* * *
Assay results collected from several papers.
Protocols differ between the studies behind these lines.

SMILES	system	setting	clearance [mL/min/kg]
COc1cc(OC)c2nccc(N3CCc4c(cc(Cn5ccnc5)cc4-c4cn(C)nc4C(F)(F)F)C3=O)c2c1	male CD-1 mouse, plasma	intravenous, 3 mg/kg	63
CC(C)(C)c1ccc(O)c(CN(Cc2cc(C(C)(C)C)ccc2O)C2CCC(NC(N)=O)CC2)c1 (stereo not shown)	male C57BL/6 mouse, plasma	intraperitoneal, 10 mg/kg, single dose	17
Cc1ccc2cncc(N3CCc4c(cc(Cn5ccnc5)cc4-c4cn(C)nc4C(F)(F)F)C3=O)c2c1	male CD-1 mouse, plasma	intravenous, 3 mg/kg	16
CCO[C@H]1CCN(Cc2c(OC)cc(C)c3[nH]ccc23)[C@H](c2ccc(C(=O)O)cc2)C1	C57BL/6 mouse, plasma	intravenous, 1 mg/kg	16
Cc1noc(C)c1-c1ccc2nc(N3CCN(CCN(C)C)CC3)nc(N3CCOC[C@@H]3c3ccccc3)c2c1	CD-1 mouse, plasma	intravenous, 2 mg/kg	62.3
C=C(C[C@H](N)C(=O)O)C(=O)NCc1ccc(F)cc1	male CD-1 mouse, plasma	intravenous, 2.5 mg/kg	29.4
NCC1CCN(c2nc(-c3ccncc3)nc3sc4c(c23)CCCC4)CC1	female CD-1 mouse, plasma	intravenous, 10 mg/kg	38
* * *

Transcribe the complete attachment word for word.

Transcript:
Assay results collected from several papers.
Protocols differ between the studies behind these lines.

SMILES	system	setting	clearance [mL/min/kg]
COc1cc(OC)c2nccc(N3CCc4c(cc(Cn5ccnc5)cc4-c4cn(C)nc4C(F)(F)F)C3=O)c2c1	male CD-1 mouse, plasma	intravenous, 3 mg/kg	63
CC(C)(C)c1ccc(O)c(CN(Cc2cc(C(C)(C)C)ccc2O)C2CCC(NC(N)=O)CC2)c1 (stereo not shown)	male C57BL/6 mouse, plasma	intraperitoneal, 10 mg/kg, single dose	17
Cc1ccc2cncc(N3CCc4c(cc(Cn5ccnc5)cc4-c4cn(C)nc4C(F)(F)F)C3=O)c2c1	male CD-1 mouse, plasma	intravenous, 3 mg/kg	16
CCO[C@H]1CCN(Cc2c(OC)cc(C)c3[nH]ccc23)[C@H](c2ccc(C(=O)O)cc2)C1	C57BL/6 mouse, plasma	intravenous, 1 mg/kg	16
Cc1noc(C)c1-c1ccc2nc(N3CCN(CCN(C)C)CC3)nc(N3CCOC[C@@H]3c3ccccc3)c2c1	CD-1 mouse, plasma	intravenous, 2 mg/kg	62.3
C=C(C[C@H](N)C(=O)O)C(=O)NCc1ccc(F)cc1	male CD-1 mouse, plasma	intravenous, 2.5 mg/kg	29.4
NCC1CCN(c2nc(-c3ccncc3)nc3sc4c(c23)CCCC4)CC1	female CD-1 mouse, plasma	intravenous, 10 mg/kg	38